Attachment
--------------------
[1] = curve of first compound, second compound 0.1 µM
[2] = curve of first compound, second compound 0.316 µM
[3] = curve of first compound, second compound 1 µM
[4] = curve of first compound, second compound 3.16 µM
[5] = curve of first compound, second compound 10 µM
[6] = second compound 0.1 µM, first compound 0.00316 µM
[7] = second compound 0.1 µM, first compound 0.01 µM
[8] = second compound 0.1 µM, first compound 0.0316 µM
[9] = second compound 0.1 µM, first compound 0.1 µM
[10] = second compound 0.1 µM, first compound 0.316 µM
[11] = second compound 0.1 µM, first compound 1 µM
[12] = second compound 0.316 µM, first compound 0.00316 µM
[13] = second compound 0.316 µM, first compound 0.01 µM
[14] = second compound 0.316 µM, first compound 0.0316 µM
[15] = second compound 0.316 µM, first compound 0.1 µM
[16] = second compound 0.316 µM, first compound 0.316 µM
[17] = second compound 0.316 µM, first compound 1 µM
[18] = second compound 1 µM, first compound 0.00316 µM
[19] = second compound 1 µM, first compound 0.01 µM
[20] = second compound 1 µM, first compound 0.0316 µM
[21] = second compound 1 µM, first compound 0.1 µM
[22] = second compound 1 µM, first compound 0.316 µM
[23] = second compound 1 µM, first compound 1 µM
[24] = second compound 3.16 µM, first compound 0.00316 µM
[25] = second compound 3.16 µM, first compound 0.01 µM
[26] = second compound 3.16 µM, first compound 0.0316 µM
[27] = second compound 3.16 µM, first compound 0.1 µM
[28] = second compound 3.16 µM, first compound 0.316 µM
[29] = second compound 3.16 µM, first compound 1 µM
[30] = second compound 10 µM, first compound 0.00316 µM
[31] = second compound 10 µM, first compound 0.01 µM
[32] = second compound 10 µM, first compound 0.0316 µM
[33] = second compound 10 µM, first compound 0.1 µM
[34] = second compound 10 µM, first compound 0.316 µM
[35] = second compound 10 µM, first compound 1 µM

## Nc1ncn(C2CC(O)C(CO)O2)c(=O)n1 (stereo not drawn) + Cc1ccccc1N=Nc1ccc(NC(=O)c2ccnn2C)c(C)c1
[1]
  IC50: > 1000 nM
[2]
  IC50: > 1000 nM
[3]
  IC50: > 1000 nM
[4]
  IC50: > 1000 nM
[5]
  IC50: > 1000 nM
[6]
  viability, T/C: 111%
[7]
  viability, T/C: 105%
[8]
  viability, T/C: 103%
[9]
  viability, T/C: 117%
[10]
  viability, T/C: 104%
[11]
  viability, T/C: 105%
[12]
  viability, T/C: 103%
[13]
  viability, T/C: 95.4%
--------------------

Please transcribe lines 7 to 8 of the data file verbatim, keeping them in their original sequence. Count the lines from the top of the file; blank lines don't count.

[7] = second compound 0.1 µM, first compound 0.01 µM
[8] = second compound 0.1 µM, first compound 0.0316 µM